These maps are designed to help contractors and developers find potential project sites. The maps show electric transmission lines, distribution lines and substations in our service areas. They also list information such as hosting capacity, grid needs, operating voltages, line capacity and substation names.
The map does not guarantee that generators can interconnect at particular times and places. Many factors affect interconnection capability and costs, for example:
You can submit an Interconnection Application to our Generation Interconnection team at https://www.egi-pge.com/. We'll determine your requirements and costs based on our review of your project's location, size and application date compared with other projects in the same area.
In addition, government-permitting procedures may limit the suitability of a particular site. These procedures are designed to minimize environmental and land use impacts. They're independent of our interconnection process.
To learn more about using the ICA map, download the ICA Map User Guide (PDF, 2.5 MB).
Pacific Gas and Electric Company (PG&E) has a strong interest in enabling technologies, models, policies, and ways of thinking that advance public safety, system reliability, energy affordability, and clean energy adoption within its service territory. As such, PG&E supports the Distribution Resources Plan’s objectives including publishing a Grid Needs Assessment (GNA) report.
The data being released is PG&E intellectual property. By using this information parties agrees to:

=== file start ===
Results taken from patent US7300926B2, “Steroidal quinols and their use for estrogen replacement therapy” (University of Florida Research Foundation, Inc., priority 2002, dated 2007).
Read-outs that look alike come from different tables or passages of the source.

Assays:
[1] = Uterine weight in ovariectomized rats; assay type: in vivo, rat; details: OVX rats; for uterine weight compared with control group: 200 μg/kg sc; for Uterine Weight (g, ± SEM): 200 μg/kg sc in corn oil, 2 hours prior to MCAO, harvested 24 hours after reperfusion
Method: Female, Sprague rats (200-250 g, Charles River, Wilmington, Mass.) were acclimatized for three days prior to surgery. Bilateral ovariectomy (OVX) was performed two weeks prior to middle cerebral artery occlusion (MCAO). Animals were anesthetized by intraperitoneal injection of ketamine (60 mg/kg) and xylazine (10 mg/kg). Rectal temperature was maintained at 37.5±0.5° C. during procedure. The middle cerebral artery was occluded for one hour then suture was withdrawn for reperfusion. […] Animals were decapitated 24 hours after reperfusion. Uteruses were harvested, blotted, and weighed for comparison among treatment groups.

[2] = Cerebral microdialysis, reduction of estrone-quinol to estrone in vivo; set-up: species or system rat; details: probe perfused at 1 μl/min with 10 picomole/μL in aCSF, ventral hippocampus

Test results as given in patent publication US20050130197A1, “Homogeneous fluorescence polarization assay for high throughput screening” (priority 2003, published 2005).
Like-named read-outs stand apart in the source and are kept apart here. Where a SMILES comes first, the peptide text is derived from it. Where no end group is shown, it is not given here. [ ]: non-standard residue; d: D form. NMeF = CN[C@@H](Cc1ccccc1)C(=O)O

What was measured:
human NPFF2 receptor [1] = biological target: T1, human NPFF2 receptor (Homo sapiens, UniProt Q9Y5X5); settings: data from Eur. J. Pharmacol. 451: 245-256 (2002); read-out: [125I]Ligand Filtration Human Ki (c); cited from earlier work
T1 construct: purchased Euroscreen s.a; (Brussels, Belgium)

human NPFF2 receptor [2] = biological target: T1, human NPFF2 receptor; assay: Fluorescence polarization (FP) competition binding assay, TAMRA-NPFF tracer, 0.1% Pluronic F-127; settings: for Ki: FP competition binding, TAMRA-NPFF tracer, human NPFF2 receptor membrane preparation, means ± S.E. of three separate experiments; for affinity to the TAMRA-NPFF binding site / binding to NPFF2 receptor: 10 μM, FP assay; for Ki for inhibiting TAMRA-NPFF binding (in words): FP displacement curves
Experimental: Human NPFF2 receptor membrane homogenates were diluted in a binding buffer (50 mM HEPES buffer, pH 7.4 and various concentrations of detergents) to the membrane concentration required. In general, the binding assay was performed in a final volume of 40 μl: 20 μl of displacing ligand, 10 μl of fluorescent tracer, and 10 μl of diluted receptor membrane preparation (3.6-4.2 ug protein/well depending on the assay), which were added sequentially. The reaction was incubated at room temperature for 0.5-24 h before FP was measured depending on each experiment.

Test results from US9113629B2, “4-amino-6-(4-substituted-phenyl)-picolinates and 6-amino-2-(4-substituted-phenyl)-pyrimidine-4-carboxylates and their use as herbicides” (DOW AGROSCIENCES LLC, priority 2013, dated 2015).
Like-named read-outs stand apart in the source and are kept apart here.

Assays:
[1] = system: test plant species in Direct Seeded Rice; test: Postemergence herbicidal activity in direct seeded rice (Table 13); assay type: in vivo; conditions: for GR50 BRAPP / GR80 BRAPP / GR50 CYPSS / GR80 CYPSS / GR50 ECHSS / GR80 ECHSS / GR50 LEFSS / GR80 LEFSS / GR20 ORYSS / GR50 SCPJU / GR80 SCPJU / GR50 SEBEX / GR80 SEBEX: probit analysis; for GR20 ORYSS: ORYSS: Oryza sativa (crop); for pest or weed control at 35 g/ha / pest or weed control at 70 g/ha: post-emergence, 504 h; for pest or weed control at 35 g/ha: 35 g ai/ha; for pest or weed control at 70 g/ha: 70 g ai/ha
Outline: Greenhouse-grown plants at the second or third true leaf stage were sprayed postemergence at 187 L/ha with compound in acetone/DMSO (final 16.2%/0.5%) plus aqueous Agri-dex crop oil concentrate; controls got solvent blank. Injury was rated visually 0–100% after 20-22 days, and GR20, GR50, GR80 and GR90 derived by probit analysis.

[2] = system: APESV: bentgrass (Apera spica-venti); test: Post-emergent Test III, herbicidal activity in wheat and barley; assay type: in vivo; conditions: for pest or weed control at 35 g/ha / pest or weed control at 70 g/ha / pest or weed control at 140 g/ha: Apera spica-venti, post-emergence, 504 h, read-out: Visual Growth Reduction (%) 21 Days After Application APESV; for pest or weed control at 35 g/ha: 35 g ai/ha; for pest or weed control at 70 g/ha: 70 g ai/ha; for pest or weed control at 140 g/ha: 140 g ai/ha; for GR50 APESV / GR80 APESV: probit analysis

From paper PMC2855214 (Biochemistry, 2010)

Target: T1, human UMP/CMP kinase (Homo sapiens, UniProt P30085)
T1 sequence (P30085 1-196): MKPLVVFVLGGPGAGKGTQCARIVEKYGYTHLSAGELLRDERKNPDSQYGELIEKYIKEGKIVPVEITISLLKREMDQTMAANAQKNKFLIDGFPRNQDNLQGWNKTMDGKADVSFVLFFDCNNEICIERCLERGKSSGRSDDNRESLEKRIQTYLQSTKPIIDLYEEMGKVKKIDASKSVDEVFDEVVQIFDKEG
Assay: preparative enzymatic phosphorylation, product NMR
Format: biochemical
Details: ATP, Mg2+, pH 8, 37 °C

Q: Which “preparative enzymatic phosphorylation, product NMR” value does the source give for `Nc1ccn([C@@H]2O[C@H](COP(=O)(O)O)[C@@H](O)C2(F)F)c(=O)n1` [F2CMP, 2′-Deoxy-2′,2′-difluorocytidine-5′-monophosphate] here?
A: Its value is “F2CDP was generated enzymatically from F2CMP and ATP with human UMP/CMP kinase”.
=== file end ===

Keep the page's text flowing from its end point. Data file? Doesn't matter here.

While PG&E supports GNA's scope as currently defined, PG&E cannot support the inappropriate use of this data that:
PG&E's sharing of GNA or any other information is contingent on the above areas being aided or unaffected.
Following are frequently asked questions (FAQ) and answers about our PV RAM project map.
Will PG&E provide the map in a Google Earth® file format or any other downloadable format?
At this time, we do not plan to make the map available in any other downloadable format. Following are the reasons for this decision:
Will PG&E provide the information in the pop-up windows for electric distribution lines in a table format, such as Excel or comma-separated value (CSV)?
Some data is provided through links in pop-ups. We're considering providing information in a broader data portal as part of an ongoing project.
Why doesn't the map show the locations of existing distributed generators?
The California Public Utilities Commission (CPUC) doesn't require utilities to show the locations of existing distributed generators. Only the amount of the generation on a circuit is required. In addition, the distributed generators are not owned by PG&E. We don't have permission from distributed generators to show their facility locations. Therefore, the map is not configured to provide this type of information.